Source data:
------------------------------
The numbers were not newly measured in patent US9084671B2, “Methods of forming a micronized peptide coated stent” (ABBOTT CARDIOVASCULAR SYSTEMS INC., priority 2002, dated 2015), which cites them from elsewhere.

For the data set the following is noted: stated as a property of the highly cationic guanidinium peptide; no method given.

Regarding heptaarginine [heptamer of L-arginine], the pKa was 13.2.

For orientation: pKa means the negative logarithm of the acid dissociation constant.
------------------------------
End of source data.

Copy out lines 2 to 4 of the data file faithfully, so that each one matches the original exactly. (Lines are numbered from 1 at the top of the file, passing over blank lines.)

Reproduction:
For the data set the following is noted: stated as a property of the highly cationic guanidinium peptide; no method given.

Regarding heptaarginine [heptamer of L-arginine], the pKa was 13.2.

For orientation: pKa means the negative logarithm of the acid dissociation constant.